James Stuart Miller grew up in Broad Bay, on the Otago Peninsula. In the 1920s he, his sister Helen, and his brother Allan, were all dux of Broad Bay School in their turn.
James Stuart’s father was also named James Miller. This might be why, as his nephew, James Johnston remembers, J S was known as Stuart growing up. He and his father both competed successfully in local horticultural shows. J S grew prize-winning narcissus and daffodils, but it is his gladioli that were most often reported in the press.
Three of the Dunedin Horticultural Society medals he won for champion gladioli are on display in the quirkiest section of est. 1868. They are there because ever since Australian diva Dame Edna Everage claimed, “the gladiolus is my lucky flower”  it has been hard to see them apart from her mauve hair and architectural spectacle frames.
In the inter-war years, however, things were completely different. The “vibrant horticultural atmosphere” when “people queued in the rain for local flower shows”  led to specialist growers producing "bigger and better" hybrids after WWI. As a Herald column noted, “Gladioli makes a most gorgeous display during summer. One can get now such exquisite colours, and such enormous spikes of bloom”.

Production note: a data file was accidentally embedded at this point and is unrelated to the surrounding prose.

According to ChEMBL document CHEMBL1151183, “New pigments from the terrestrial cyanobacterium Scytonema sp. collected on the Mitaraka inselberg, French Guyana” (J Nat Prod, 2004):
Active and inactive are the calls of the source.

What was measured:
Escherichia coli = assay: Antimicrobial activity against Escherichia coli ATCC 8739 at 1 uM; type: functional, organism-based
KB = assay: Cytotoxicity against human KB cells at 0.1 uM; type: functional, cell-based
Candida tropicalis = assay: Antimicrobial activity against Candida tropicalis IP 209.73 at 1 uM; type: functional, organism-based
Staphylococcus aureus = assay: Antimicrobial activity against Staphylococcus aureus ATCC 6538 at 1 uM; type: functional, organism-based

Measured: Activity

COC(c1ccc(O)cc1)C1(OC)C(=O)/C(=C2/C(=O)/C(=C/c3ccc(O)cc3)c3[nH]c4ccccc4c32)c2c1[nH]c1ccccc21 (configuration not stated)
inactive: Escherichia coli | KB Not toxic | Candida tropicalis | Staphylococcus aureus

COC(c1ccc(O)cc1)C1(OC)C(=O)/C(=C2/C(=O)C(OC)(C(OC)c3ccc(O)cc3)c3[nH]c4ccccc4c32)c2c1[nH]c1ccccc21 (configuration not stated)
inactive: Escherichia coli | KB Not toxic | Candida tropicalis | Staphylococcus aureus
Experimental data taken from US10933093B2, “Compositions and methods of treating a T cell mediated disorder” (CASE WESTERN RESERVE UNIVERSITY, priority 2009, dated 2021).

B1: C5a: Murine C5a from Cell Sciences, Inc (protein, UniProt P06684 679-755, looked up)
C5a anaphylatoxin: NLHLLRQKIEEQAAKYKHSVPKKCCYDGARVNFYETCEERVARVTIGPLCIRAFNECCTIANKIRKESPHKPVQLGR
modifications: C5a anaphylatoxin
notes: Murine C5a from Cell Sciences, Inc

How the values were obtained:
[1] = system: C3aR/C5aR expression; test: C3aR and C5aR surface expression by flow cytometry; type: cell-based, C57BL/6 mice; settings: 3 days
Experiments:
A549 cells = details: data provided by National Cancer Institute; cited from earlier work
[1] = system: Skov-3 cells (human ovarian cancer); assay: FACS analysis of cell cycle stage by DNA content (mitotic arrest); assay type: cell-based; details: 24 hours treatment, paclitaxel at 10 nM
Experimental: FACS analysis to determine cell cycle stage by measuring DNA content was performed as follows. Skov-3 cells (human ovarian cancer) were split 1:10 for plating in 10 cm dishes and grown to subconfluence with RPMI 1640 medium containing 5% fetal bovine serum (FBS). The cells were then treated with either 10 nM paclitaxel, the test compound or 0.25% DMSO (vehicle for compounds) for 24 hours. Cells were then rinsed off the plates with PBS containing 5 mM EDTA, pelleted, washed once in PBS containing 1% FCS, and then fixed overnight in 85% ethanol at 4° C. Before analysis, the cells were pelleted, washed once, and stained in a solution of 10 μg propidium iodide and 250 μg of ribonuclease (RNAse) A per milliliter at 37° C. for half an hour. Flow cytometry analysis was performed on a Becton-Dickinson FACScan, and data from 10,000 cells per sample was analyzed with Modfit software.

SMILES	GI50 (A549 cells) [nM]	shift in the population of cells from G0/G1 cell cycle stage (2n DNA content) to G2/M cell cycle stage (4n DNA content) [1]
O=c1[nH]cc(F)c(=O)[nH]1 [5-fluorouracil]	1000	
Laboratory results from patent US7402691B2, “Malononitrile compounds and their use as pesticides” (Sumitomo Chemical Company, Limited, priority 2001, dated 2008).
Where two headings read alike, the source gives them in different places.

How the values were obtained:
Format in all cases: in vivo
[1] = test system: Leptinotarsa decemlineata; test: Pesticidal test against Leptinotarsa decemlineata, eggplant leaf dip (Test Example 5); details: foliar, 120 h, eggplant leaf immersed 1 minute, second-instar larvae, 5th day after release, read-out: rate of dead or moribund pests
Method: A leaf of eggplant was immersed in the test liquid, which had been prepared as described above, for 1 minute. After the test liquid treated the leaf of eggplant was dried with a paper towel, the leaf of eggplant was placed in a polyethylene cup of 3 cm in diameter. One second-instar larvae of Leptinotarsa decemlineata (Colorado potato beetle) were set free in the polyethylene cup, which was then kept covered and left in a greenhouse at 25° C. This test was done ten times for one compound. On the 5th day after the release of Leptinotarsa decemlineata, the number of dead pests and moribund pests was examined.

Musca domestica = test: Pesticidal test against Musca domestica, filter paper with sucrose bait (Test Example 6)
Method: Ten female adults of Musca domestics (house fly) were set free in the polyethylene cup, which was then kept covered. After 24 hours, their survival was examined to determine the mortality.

1931 marked the Dunedin Horticultural Society’s 50th anniversary. Their jubilee show in February was an important event, opened by Sir Thomas Sidey, the Attorney General. The Otago Daily Times reported: “In all sections the blooms reach a commendably high standard, but nothing makes a better showing than the gladioli, the variety of shade and tone in which cannot fail to excite the greatest admiration”.  J S Miller won “premier gladiolus in show”, as well as many other categories in that section.
Two years later, the Evening Star proclaimed that among “probably the keenest competition in New Zealand”, at the Canterbury Horticultural Society’s flower show, J S Miller had “carried the banner of Otago high, by winning six firsts and four seconds in the gladiolus section, also annexing the "blue ribbon" of the show for championship”. 
In 1934 he was photographed wearing a striped blazer, holding his gigantic “premier gladiolus bloom Hakawai”,  grown from a seedling, at the Canterbury Horticultural Society’s show for that year.
But it was all too brief. Enlisting in WWII, James Stuart Miller travelled to Canada for his Royal New Zealand Air Force training. He was a Flight Sergeant Navigator in 75 (NZ) Squadron when his Lancaster was shot down over France in June 1944, returning from a bombing mission. He died, aged 33.
est. 1868 is open daily in the Special Exhibitions Gallery, 10am to 5pm, until 14 April 2019. Entry is free.
 Colin Jamieson. 2015. "Gladiolus × brenchleyensis: A near-extinct relic of Great Britain is rediscovered in New Zealand". New Zealand Garden Journal, Vol. 18(1) p.6.
 New Zealand Herald, 10 January 1929:11.
 Otago Daily Times, 26 February 1931:7.
 Evening Star, 4 February 1933:11.
 Evening Star, 1 March 1934:23.
Top image: Prize-winning gladioli medals. Awarded by the Dunedin Horticultural Society, 1930s. Gift of Noeline Pocklington; Otago Museum Collection. F2008.7, F2008.11-12. By Kane Fleury © Otago Museum.